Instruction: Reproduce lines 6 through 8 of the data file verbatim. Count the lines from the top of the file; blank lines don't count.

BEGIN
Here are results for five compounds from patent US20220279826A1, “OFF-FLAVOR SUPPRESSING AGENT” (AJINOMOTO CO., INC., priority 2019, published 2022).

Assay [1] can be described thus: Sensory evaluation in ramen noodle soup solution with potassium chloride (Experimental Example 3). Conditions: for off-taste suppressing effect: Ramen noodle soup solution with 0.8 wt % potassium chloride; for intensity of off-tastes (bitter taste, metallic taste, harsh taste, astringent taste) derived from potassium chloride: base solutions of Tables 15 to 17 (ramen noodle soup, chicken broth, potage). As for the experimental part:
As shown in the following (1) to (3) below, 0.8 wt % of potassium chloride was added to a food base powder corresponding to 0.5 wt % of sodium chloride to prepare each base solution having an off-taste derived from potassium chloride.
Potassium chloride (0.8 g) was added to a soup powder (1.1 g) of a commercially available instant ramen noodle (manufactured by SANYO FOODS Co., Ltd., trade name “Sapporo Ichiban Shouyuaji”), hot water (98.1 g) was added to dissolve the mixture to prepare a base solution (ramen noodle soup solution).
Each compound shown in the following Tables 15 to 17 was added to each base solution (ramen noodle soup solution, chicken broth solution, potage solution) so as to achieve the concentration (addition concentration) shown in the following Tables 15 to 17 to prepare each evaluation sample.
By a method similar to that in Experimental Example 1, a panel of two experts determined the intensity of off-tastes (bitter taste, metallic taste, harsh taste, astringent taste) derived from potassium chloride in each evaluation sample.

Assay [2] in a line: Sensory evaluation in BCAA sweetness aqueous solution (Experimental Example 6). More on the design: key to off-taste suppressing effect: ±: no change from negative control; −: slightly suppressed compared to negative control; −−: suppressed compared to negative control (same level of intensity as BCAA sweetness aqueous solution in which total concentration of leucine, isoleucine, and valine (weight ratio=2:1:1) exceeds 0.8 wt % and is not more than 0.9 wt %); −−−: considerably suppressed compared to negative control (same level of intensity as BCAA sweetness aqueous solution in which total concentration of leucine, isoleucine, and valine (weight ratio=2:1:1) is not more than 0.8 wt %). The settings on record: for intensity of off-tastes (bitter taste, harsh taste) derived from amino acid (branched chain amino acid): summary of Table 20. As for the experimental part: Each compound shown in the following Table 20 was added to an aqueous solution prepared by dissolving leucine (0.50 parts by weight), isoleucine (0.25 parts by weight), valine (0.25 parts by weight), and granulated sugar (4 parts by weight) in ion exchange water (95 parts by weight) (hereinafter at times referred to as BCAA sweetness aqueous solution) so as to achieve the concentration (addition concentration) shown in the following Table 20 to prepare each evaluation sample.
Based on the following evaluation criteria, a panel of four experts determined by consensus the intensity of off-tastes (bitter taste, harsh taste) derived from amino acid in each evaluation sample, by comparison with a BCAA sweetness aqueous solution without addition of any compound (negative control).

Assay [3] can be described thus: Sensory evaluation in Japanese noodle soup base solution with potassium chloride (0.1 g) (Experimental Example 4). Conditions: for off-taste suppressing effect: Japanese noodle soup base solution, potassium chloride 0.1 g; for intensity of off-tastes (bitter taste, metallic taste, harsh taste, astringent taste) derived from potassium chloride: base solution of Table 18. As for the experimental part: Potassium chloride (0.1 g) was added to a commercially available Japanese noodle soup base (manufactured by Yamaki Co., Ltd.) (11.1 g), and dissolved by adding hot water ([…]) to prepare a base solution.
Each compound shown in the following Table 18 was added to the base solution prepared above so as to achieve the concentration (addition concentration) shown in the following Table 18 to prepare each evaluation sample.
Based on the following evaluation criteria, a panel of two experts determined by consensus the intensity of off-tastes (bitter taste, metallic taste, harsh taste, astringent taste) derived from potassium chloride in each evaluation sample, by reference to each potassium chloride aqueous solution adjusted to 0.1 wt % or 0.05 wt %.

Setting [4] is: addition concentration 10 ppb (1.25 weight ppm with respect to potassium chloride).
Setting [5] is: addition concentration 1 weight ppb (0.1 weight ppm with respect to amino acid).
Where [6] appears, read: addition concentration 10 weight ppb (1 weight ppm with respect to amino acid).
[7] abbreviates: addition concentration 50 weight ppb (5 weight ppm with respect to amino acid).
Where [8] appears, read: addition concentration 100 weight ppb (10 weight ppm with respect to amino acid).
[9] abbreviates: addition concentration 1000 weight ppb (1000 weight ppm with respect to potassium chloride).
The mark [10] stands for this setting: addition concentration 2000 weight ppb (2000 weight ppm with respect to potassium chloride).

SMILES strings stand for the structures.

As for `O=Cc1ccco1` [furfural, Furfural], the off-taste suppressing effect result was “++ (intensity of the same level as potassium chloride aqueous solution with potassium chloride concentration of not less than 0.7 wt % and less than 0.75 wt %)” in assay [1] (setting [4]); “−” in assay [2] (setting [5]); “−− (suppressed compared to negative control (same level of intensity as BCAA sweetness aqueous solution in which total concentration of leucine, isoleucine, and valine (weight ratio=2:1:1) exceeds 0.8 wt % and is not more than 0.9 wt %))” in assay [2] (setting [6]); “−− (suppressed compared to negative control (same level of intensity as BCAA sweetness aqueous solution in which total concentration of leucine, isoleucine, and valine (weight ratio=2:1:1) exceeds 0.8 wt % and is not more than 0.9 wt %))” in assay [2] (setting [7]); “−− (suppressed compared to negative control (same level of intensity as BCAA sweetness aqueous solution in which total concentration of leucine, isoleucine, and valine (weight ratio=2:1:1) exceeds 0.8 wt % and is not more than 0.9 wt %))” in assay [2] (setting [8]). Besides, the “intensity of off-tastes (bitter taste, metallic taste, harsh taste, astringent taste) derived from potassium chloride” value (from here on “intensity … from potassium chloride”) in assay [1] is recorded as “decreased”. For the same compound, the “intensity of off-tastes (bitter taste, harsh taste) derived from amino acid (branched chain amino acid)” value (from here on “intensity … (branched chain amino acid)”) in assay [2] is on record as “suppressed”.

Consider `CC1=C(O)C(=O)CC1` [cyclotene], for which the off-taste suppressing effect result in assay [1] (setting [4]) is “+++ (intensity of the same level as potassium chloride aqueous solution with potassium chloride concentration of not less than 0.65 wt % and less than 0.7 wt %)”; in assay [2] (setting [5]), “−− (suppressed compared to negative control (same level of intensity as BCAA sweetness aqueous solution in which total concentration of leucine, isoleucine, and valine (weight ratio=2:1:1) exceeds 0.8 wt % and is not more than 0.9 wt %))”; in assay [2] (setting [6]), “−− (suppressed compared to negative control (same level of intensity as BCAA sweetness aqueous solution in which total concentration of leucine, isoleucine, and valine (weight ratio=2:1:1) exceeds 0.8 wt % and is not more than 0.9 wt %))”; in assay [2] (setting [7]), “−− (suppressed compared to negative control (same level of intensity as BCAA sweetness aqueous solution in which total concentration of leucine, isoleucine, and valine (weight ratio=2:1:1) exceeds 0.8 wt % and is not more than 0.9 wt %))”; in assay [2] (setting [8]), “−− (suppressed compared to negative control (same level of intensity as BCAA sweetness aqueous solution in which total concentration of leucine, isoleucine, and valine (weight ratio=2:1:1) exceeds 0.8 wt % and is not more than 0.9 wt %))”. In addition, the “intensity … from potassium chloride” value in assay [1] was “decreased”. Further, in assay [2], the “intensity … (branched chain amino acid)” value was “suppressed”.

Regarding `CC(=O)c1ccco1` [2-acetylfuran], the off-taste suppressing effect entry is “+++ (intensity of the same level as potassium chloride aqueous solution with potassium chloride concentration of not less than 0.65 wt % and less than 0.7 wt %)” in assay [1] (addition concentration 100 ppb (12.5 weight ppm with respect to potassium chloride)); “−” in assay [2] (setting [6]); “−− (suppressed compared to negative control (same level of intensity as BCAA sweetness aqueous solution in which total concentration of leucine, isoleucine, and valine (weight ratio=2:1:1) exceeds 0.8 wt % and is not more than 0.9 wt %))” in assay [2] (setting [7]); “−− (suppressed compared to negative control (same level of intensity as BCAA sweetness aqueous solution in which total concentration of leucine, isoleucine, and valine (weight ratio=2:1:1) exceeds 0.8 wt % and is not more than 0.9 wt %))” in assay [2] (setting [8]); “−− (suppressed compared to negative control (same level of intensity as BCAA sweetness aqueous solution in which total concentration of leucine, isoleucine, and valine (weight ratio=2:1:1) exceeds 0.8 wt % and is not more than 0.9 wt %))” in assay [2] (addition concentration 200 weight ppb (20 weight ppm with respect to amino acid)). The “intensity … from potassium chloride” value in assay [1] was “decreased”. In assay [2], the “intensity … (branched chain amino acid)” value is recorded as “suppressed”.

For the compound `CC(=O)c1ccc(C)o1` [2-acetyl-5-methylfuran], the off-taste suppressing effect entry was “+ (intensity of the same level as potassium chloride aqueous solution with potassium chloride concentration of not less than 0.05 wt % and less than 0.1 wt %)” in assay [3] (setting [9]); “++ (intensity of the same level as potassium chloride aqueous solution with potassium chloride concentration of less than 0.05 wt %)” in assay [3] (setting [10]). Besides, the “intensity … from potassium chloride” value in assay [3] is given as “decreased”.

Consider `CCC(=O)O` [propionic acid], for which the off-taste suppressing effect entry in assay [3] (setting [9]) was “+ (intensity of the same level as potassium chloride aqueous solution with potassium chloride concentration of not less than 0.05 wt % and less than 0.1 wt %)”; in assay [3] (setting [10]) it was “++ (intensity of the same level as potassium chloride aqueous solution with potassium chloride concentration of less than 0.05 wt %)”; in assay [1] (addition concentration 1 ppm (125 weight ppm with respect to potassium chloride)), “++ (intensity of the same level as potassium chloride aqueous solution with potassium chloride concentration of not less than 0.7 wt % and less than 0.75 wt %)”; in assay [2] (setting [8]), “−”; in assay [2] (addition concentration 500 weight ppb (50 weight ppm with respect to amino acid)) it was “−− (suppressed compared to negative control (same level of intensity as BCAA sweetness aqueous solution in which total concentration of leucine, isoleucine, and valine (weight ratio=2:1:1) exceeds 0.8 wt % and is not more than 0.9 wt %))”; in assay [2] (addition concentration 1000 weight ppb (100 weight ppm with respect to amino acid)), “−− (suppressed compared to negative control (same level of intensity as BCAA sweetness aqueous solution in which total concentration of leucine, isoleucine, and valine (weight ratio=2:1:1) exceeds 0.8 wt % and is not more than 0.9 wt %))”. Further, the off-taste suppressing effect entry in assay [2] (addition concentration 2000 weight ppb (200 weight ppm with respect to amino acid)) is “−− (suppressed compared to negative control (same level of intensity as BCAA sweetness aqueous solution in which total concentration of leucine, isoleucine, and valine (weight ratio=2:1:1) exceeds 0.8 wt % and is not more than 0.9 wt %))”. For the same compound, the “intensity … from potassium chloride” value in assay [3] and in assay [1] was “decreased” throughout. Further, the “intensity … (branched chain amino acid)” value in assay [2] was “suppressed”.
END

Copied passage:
By a method similar to that in Experimental Example 1, a panel of two experts determined the intensity of off-tastes (bitter taste, metallic taste, harsh taste, astringent taste) derived from potassium chloride in each evaluation sample.

Assay [2] in a line: Sensory evaluation in BCAA sweetness aqueous solution (Experimental Example 6). More on the design: key to off-taste suppressing effect: ±: no change from negative control; −: slightly suppressed compared to negative control; −−: suppressed compared to negative control (same level of intensity as BCAA sweetness aqueous solution in which total concentration of leucine, isoleucine, and valine (weight ratio=2:1:1) exceeds 0.8 wt % and is not more than 0.9 wt %); −−−: considerably suppressed compared to negative control (same level of intensity as BCAA sweetness aqueous solution in which total concentration of leucine, isoleucine, and valine (weight ratio=2:1:1) is not more than 0.8 wt %). The settings on record: for intensity of off-tastes (bitter taste, harsh taste) derived from amino acid (branched chain amino acid): summary of Table 20. As for the experimental part: Each compound shown in the following Table 20 was added to an aqueous solution prepared by dissolving leucine (0.50 parts by weight), isoleucine (0.25 parts by weight), valine (0.25 parts by weight), and granulated sugar (4 parts by weight) in ion exchange water (95 parts by weight) (hereinafter at times referred to as BCAA sweetness aqueous solution) so as to achieve the concentration (addition concentration) shown in the following Table 20 to prepare each evaluation sample.
Based on the following evaluation criteria, a panel of four experts determined by consensus the intensity of off-tastes (bitter taste, harsh taste) derived from amino acid in each evaluation sample, by comparison with a BCAA sweetness aqueous solution without addition of any compound (negative control).